Signed on to play Sue Storm, also known as the Invisible Woman, is thirty year old Kate Mara who has been seen in a variety of roles in series such as 24, American Horror Story and, most recently, the critically acclaimed American remake of House of Cards. With a fifteen year career in acting she certainly has sufficient experience, and anyone who can hold their own alongside Kevin Spacey and Robin Wright can probably manage a superhero movie. Equally unsurprising, Ms Mara is a white woman who will be playing a character who has been historically portrayed as a Caucasian female.

The lesser of the controversial decisions is the casting of Jamie Bell as the Thing. While the Fantastic Four are an obscure team that not a lot of people have heard of (in the same way that Doctor Who is a “little” British television show), so perhaps it may require explaining for those who have not encountered them, but the Thing is a character named Ben Grimm who is transformed from a human into a giant orange rock monster. Despite having had a fourteen year career, Bell is still best known to many for playing ballet loving Billy Elliot and, like the people decrying the casting of Ben Affleck as Batman based on his performance as Daredevil in 2003, some cannot separate the actor from the character.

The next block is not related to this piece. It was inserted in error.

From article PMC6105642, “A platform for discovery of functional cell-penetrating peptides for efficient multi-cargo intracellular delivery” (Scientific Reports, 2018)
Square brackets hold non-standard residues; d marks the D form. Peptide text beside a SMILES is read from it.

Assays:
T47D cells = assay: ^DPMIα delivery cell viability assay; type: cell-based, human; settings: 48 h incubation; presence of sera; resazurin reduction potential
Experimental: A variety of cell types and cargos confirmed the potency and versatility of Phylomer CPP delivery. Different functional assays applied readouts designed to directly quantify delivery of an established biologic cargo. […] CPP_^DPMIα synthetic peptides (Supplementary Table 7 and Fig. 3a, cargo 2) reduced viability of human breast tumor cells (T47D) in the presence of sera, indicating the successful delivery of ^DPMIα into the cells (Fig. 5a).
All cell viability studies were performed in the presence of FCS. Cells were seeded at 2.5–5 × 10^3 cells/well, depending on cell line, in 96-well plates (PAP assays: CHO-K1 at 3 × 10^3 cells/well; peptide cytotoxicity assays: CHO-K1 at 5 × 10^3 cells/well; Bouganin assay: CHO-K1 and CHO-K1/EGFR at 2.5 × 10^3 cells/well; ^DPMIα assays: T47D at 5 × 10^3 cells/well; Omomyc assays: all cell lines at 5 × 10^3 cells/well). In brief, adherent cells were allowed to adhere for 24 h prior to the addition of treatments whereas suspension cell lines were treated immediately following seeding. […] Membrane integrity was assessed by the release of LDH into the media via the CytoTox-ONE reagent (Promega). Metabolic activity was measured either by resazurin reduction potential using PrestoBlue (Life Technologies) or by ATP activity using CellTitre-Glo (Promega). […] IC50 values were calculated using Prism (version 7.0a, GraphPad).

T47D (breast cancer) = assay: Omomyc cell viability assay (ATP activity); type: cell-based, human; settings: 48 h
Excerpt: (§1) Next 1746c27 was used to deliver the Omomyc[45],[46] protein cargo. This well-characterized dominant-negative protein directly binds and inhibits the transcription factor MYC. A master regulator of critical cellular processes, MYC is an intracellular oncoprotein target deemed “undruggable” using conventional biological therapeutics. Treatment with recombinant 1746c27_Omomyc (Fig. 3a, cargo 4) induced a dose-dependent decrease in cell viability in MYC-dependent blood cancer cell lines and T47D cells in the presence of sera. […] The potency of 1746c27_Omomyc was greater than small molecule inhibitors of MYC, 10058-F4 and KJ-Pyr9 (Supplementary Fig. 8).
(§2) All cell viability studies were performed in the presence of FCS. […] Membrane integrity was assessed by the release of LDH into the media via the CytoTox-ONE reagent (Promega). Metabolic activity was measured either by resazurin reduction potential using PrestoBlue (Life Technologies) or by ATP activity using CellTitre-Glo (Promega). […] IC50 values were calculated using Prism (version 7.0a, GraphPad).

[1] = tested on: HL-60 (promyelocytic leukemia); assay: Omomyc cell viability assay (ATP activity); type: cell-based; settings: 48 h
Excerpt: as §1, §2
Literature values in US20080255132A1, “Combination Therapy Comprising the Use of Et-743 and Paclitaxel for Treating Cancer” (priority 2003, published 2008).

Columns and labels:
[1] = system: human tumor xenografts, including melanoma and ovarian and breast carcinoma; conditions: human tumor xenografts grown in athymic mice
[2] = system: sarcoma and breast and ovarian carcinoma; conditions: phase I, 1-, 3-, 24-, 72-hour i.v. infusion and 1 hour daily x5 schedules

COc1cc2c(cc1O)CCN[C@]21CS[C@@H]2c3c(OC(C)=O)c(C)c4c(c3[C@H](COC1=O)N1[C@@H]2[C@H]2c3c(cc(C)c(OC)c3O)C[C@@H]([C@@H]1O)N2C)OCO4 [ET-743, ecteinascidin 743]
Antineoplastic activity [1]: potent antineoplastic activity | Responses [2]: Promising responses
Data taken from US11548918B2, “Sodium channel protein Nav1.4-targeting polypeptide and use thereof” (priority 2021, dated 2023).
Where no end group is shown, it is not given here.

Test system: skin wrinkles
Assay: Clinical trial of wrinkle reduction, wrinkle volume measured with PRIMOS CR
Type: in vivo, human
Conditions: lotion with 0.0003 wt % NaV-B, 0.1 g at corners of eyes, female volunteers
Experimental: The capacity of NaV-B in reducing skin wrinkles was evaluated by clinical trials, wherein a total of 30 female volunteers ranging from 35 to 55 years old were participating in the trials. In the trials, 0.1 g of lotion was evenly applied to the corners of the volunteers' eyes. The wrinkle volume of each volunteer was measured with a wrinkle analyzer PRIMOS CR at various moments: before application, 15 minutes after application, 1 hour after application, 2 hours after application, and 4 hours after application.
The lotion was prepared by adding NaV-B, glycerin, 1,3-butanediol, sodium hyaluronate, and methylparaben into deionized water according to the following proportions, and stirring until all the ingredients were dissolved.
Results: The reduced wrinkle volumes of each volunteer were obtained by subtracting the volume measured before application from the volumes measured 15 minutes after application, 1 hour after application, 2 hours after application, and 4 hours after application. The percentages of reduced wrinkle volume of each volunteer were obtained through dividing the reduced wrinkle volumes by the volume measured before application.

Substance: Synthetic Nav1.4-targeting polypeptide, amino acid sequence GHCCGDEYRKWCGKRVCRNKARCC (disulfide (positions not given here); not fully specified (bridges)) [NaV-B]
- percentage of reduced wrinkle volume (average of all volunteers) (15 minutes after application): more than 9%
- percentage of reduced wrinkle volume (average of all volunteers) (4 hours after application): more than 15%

That the comment has been made that he is “too small” to play the Thing is akin to complaining an actor is too petite to play the Hulk. As one is transformed into the other via motion capture and computer generated imagery, the physical stature of the actor is secondary to their ability to perform. Born in the damp north of England, Mr Bell is a distressingly white male playing a traditionally orange character.

The final corner of the quartet will be played by Michael B Jordan, a twenty seven year old actor who is best known for his roles in the television series The Wire and playing another character with superpowers in the movie Chronicle which also launched the career of Josh Trank who will be directing the Fantastic Four movie. Jordan will feature as Johnny Storm, brother of Sue Storm but better known as The Human Torch, and it is in this casting that the ire of fandom has risen.